Host: Tere Padilla-Benavides

  • July 6: Leveraging the interscalar potential of fossil foraminifera

    seminar-photo-bryant.pngRaquel Bryant, Wesleyan University

    Raquel Bryant is a paleoceanographer and micropaleontologist. Her research leverages microfossil and geochemical archives to understand how the ocean and its ecosystems respond to intervals of global warmth in the geologic past. She completed her BA in Geology and Biology at Brown University. She holds an MS and PhD in Geosciences from University of Massachusetts, Amherst where she was a Randolph and Cecile Bromery Graduate Fellow and an NSF Graduate Research Fellow. She completed postdoctoral training in the College of Geosciences at Texas A&M University as a Geosciences Future Faculty Fellow.

    Host: Seth Redfield

  • July 13: On bacteria, seaweed, and integrative science: lessons from my first paper

    seminar-photo-phil.pngPhil Arevalo, Wesleyan University

    Phil Arevalo, Assistant Professor of the Practice in Biology and The College of Integrative Sciences, is a computational microbiologist. He completed his BS in Applied Mathematics-Biology at Brown University and his PhD in Microbiology at MIT as an NSF Graduate Research Fellow. He continued his training as a Ruth L. Kirschstein Postdoctoral Fellow at the University of Chicago. His research interests include unraveling the evolutionary history of bacterial genomes and elucidating the interplay between infection history and immunity to evolving respiratory viruses.

    Abstract: What is process of co-authoring your first paper actually like? In this talk, I’ll tell you how that story played out for me while I was in graduate school. You’ll hear about some of the fun and not-so-fun twists and turns I and my collaborators faced, and how we overcame those obstacles to turn what seemed like a mess of data into a coherent narrative. Along the way, you’ll learn how we used a combination of computational biology, biochemistry, and microbiology to unravel how bacteria and Darwin’s finches are more alike than you might think.


  • July 20 (Zoom): "Bringing inorganic carbon to life: From new-to-nature carboxylases to artificial chloroplasts"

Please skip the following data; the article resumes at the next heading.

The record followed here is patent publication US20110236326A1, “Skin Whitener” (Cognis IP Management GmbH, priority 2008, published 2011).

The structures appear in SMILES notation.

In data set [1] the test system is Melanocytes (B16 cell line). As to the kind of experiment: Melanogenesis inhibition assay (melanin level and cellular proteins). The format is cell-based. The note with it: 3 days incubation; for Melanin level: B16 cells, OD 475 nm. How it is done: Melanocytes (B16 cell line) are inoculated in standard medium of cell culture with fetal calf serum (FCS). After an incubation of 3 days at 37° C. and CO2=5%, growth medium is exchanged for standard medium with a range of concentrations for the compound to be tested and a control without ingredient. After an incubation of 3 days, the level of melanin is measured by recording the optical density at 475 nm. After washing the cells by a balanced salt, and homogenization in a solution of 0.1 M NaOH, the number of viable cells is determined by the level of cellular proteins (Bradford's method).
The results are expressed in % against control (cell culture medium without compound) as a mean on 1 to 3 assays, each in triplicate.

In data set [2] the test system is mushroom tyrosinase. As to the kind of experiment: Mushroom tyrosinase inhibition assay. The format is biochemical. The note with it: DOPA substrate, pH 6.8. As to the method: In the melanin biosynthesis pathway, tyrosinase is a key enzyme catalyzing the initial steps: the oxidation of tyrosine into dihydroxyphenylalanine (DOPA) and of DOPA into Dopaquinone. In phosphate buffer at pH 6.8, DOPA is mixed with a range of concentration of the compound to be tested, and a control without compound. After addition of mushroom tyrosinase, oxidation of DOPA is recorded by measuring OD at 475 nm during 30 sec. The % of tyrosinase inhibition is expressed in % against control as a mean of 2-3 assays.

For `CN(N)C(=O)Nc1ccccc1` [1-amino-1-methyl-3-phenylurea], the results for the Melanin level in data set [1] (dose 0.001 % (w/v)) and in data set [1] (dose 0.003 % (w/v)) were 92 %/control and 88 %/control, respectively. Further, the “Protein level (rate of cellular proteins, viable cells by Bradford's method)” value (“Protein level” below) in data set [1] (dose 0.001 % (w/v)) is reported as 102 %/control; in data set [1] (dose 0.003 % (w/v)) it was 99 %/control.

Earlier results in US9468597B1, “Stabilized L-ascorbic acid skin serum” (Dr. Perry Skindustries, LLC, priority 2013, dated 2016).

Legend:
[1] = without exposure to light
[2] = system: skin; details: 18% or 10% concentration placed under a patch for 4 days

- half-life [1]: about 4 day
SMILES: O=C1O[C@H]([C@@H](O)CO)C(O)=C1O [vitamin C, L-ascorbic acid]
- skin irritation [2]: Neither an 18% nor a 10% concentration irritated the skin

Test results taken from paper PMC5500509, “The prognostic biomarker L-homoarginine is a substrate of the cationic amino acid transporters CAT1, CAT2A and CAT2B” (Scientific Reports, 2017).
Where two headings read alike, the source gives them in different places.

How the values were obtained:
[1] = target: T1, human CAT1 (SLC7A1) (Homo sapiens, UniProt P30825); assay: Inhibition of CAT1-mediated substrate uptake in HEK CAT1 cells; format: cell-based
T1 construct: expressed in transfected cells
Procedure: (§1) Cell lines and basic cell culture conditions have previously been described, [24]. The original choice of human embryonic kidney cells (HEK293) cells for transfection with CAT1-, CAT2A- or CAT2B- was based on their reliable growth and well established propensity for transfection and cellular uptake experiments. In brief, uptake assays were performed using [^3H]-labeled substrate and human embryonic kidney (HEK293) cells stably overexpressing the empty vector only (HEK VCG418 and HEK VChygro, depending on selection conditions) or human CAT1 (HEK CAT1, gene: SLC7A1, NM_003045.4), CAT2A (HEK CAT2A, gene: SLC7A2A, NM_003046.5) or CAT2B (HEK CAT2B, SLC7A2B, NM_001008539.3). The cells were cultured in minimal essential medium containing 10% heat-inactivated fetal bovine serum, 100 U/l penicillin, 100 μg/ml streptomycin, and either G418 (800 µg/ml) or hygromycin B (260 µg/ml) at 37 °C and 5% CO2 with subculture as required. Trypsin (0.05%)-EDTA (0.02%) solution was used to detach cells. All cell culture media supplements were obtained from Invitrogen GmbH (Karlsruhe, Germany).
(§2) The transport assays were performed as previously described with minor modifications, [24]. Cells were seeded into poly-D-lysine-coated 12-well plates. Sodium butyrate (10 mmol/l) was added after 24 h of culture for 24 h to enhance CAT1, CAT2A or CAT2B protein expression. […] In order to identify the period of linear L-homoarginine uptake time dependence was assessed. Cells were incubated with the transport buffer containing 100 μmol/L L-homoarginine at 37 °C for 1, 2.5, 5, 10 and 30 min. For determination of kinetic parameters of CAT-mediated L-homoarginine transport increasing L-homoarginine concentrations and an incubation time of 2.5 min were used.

seminar-photo-erb.jpgTobias Erb, Max Planck Institute for Terrestrial Microbiology

    Tobi Erb is synthetic biologist and Director at the Max Planck Institute for terrestrial Microbiology in Marburg, Germany. His team interfaces biology and chemistry and centers on the discovery, function and engineering of CO2-converting enzymes and pathways. Research in Erb’s lab crosses multiple scales: from the molecular mechanism of biological CO2-fixation to its ecological relevance, and from understanding the evolution of natural CO2-fixation to developing new-to-nature solutions, such as artificial chloroplasts. Tobi received several awards, among them the Heinz Maier-Leibnitz Award of the German Research Foundation, the Otto-Bayer-Award and the Merck Insight Future Prize, and is elected member of EMBO and the European Academy of Microbiology.

    Host: Erika Taylor

  • July 27: KEYNOTE LECTURE: Ruth Johnson

    ruth-keynote-photo.pngRuth Johnson, Wesleyan University

    Ruth Johnson is a developmental biologist who aims to understand how epithelial tissues develop in order to function correctly. The Johnson Laboratory uses the fruit fly (Drosophila melanogaster) eye and wing as models to explore the processes that direct the organization of tissues. These processes are also essential for the correct formation and function of our organs and are later reused in adult tissues – this time to maintain the correct organization and function of an organ. For example, orthologs of the protein Cindr (first described by Ruth Johnson) are essential to maintain the structure of our kidneys and have been implicated in cancer. Current work in the Johnson Laboratory focusses on understanding how changes in adhesion, the actin cytoskeleton and cell-signaling are coordinated to correctly organize functional organs.


    Organizing a tissue: lessons from Drosophila